Irish bank stocks rise on debt ratings upgrades

Permanent TSB, AIB and Bank of Ireland all benefit

Fitch upgraded its main credit rating for Permanent TSB by one level to BBB-, returning it to what is considered investment grade. Photograph: Alan Betson

Fitch upgraded its main credit rating for Permanent TSB by one level to BBB-, returning it to what is considered investment grade. Photograph: Alan Betson

 

Irish banking stocks rose on Thursday in the wake of debt ratings upgrades overnight from Moody’s and Standard & Poor’s, as lenders continue to reduce their problem loans and maintain healthy levels of capital to protect themselves against shock losses.

Standard & Poor’s (S&P) upgraded its main credit rating for Permanent TSB (PTSB) by one level to BBB-, returning it to what’s considered investment grade, after the bank recently successfully issued €300 million of bonds that can be converted into equity if the bank runs into trouble in future.

However, the ratings firm highlighted that PTSB lacks business diversity, as it remains focused on home loans, and has weak profitability prospects.

“The Irish Government owns about 75 per cent of PTSB’s ordinary shares. We consider the Government unlikely to reduce its stake in the near term. The process of returning the bank to full private ownership will probably take several years,” S&P said. “That said, capital distribution could be discussed in one or two years.”

Moody’s raised its long-term issuer rating for PTSB by two notches to Ba1, which remains one rung below investment grade. It noted that the bank had lowered its non-performing loans (NPLs) to 7.2 per cent of its total loan book from 10 per cent through the sale of about €500 million of troubled mortgages in September. The ratio had been as high as 28 per cent at the start of last year.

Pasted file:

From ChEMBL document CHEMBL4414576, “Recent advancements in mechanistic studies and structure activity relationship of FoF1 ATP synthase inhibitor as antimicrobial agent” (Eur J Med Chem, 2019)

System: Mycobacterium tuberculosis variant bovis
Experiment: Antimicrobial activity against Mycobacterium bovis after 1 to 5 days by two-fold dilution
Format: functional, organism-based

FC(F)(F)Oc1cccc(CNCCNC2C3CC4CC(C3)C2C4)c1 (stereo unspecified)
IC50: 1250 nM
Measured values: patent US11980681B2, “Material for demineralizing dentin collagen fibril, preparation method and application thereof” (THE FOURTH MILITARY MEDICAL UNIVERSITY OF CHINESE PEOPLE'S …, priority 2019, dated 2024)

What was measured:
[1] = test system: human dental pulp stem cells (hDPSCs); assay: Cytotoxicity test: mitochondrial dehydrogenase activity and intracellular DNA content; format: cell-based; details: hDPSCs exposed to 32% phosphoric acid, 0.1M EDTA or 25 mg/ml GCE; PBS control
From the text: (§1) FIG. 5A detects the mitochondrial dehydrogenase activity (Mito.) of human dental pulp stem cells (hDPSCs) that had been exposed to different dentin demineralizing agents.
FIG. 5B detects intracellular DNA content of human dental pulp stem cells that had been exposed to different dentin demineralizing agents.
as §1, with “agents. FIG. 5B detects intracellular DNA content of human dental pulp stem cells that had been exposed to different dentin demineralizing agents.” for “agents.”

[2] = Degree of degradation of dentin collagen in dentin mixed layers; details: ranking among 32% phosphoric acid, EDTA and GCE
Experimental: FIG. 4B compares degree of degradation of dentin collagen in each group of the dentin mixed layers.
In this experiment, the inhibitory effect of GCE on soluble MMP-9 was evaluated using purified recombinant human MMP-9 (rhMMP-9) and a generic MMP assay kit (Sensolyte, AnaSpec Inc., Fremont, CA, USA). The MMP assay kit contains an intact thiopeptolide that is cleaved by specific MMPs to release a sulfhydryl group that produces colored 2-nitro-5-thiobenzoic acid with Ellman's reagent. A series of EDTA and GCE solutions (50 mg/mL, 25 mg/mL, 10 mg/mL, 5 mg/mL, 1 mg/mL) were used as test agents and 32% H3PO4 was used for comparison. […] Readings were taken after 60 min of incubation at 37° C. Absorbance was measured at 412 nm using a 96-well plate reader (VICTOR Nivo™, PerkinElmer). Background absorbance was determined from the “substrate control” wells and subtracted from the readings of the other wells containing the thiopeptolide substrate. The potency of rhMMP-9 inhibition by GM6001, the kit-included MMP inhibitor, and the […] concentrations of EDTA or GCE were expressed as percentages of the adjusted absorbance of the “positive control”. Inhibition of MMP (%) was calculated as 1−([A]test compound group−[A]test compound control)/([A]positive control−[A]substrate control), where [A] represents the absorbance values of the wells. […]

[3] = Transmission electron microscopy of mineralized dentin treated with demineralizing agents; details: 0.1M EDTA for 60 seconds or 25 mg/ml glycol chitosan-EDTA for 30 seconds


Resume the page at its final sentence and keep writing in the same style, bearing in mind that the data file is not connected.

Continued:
AIB rating

AIB’s unsecured bonds rating was upgraded to by one level to Baa2 at Moody’s as it has also continued to lower its NPLs level. “AIB’s strong profitability and capital, despite some expected decline, continue to provide a strong loss absorption cushion,” it said.

AIB is expected by analysts to start returning some of its excess capital to shareholders, led by the Government, which owns a 71 per cent stake, next year, assuming it gets regulatory approval.

Meanwhile, Moody’s upgraded Bank of Ireland’s long-term rating to Baa2 from Baa3, as the lender’s NPLs ratio declined to 4.9 per cent in June from 5.9 per cent in December. The ratings firm sees the bank’s NPLs ratio falling to close to 3.5 per cent by the end of this year, which is broadly in line with the European Union average that regulators in the European Central Bank are pushing for banks to achieve.

“The outlook on BOI’s and BOI Group’s ratings is stable reflecting the agency’s expectation that the bank will reduce legacy problem loans further while maintaining its strong capitalisation and continue to report moderate profitability, which remains structurally weaker, due to a higher share of tracker mortgages, lower share of SMEs and higher operational costs, than that of its main Irish peer,” Moody’s said.

Shares in PTSB closed 8.1 per cent higher at €1.04, while Bank of Ireland gained 1.9 per cent and AIB added 2.5 per cent. The sector had traded higher the previous day on mounting conviction among traders that UK prime minister Boris Johnson’s Conservative Party will secure an overall majority in parliamentary elections next week and push through his EU withdrawal deal.